Coaches sound off on pitch counts


“It motivates us to develop more pitchers, but that could, also, diminish the quality. As the weather becomes our biggest opponent and teams get backed up in games, you may see a drastic increase in scores.”

— John Hardgrove, Mahtomedi


“I don’t subscribe to the theory that the new rules are absolutely needed. I think for the most part, coaches have a pretty good grasp as to what type of workloads their pitchers can manage. If a team has only 12 to 15 players, which is common at some smaller schools, that means half the roster should be able to take the mound. Logic would suggest that’s not going to be the case.”

— Jim Lien, Walker-Hackensack-Akeley


“The rule encourages pitchers to be more efficient. Throw strikes, use your defense. That’s the way the game should be played. I read recently that the most important offensive stat in the days ahead will be number of pitches seen per at-bat. I can see that being more of an emphasis as time goes on.”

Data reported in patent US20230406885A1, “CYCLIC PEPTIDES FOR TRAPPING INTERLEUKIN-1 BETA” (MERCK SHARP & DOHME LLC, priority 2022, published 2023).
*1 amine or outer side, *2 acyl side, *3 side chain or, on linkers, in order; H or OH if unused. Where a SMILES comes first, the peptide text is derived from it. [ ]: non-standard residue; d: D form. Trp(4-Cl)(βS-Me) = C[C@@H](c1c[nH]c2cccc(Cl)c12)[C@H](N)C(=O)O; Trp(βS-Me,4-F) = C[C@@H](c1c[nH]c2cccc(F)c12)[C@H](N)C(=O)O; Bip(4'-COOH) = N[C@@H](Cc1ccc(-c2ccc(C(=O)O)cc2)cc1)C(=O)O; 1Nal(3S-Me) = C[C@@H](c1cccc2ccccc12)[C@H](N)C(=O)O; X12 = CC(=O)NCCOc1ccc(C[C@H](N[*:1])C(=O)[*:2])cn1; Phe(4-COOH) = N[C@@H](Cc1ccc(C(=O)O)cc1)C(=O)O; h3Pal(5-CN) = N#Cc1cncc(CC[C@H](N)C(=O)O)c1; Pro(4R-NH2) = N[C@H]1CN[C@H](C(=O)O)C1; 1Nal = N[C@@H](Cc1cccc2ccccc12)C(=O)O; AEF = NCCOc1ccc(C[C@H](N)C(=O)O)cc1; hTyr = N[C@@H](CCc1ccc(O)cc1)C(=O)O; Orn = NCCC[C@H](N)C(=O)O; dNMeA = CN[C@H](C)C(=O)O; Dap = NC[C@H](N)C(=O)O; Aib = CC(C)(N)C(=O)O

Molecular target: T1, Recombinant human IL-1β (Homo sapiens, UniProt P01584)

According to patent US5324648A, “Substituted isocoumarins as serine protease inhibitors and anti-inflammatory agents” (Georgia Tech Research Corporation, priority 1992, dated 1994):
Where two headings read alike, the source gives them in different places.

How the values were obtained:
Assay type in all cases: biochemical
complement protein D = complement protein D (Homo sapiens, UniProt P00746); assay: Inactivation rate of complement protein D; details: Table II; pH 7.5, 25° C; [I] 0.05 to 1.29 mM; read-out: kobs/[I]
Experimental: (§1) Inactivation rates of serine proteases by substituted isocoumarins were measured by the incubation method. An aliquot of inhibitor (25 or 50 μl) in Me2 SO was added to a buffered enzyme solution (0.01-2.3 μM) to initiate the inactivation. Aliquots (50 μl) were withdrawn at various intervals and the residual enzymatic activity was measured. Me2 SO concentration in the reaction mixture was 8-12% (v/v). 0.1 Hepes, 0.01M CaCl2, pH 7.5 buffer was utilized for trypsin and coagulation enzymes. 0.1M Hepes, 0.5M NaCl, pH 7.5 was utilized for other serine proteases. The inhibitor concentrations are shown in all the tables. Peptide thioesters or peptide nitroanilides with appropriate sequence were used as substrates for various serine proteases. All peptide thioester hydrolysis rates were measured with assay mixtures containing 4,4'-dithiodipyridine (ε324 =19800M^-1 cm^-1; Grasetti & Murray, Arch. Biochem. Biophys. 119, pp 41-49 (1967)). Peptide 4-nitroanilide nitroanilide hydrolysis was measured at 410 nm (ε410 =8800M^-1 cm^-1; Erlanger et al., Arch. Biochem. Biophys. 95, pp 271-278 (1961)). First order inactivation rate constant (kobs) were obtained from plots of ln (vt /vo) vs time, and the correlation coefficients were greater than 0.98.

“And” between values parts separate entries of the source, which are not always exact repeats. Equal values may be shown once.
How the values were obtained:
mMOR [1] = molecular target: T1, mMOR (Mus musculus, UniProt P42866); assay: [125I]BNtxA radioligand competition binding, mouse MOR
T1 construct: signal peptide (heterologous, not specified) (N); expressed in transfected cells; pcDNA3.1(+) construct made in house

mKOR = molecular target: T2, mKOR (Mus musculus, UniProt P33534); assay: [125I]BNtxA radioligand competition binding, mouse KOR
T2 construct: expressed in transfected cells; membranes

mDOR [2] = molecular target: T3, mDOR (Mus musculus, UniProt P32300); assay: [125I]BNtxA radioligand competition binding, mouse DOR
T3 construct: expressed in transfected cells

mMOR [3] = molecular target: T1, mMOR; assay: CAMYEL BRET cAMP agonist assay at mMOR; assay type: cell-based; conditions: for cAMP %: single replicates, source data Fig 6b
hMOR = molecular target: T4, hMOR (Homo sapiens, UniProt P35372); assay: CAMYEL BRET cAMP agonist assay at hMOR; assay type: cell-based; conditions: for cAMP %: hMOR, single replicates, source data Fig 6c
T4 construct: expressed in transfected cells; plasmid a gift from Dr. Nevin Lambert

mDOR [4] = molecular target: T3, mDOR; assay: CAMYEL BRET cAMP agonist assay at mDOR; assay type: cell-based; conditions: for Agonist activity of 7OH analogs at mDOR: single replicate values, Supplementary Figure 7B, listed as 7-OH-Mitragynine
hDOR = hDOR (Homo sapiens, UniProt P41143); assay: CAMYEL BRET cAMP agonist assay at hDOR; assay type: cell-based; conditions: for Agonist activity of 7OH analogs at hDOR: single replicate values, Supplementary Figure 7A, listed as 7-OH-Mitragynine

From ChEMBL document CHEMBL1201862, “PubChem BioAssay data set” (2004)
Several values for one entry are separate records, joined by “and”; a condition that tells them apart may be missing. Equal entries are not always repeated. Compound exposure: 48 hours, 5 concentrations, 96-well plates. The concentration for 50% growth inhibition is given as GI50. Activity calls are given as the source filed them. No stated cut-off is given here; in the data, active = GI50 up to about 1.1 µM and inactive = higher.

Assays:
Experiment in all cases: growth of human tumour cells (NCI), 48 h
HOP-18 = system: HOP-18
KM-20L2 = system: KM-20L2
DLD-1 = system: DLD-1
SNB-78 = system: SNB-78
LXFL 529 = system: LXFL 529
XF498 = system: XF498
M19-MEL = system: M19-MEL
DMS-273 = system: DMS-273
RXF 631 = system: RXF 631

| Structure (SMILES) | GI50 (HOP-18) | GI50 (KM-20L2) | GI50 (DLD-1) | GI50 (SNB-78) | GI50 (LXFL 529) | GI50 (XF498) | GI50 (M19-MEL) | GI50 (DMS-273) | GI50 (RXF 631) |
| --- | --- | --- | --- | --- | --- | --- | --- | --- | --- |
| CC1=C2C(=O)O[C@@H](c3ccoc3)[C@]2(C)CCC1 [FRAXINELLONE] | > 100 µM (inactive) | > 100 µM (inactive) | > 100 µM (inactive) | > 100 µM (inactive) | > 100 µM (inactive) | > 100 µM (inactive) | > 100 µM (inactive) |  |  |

— Bucky Lindow, Cannon Falls


“I am a proponent of the rule. Too many arm injuries start in high school or lower levels. I believe this rule is needed, and is a good one.”

— Jerry Coe, Coon Rapids


“I did have a coach tell me that his team had each player take at least two pitches against their opponent because he was getting to the pitch count limit. That pitcher then had to leave the game in the bottom of the sixth inning, and his team was able to score a couple of insurance runs off the relief pitcher. I think you’ll see this strategy come more into play.”

— Bob Kuehl, Mound Westonka


“It has slowed down the game. I have noticed several pitching changes with two outs in an inning where a pitcher might have finished the inning with only a few more pitches and the pitching change made between innings. I have also noticed batters taking pitches and have instructed batters to take more pitches earlier in games.”

— Blaine Walstrom, Lester Prairie/Holy Trinity


“A pitching rule is good because some coaches are too focused on winning and not concerned about protecting their player’s arm. My hope is the high school league remains open-minded and willing to make modifications when necessary.”

— Paul Weinberg, Cretin-Derham Hall